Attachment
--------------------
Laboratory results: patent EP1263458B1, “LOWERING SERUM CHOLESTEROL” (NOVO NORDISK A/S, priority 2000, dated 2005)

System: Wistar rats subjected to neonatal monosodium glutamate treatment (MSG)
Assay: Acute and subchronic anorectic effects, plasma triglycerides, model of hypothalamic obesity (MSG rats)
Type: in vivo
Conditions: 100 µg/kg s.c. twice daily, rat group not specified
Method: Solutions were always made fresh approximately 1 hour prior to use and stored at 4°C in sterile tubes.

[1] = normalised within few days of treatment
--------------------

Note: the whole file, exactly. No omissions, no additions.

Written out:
Laboratory results: patent EP1263458B1, “LOWERING SERUM CHOLESTEROL” (NOVO NORDISK A/S, priority 2000, dated 2005)

System: Wistar rats subjected to neonatal monosodium glutamate treatment (MSG)
Assay: Acute and subchronic anorectic effects, plasma triglycerides, model of hypothalamic obesity (MSG rats)
Type: in vivo
Conditions: 100 µg/kg s.c. twice daily, rat group not specified
Method: Solutions were always made fresh approximately 1 hour prior to use and stored at 4°C in sterile tubes.

[1] = normalised within few days of treatment